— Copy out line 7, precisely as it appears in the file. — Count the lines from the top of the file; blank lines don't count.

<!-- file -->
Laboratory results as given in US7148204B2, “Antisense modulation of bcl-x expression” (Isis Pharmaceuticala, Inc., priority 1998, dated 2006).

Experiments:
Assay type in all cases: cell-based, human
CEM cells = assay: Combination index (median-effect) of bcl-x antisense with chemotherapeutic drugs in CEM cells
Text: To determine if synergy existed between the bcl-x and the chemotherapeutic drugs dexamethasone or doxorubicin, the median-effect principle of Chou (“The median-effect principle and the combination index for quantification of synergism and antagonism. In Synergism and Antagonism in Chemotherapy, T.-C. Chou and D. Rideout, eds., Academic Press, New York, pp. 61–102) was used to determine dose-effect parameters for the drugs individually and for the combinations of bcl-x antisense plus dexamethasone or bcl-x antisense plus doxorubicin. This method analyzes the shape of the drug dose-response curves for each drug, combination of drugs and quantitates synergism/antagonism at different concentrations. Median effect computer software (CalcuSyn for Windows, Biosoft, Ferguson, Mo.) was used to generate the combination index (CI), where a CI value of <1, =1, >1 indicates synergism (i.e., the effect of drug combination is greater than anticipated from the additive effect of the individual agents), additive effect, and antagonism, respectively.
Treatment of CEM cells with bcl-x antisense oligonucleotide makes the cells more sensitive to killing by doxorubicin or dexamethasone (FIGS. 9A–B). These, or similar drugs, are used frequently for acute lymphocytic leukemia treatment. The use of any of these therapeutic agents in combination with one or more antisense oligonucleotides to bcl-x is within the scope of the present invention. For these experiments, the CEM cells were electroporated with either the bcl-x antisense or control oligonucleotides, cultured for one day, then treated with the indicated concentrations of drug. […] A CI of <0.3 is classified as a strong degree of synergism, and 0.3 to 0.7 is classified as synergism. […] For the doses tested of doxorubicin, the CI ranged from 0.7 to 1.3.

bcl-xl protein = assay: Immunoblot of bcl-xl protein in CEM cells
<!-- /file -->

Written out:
bcl-xl protein = assay: Immunoblot of bcl-xl protein in CEM cells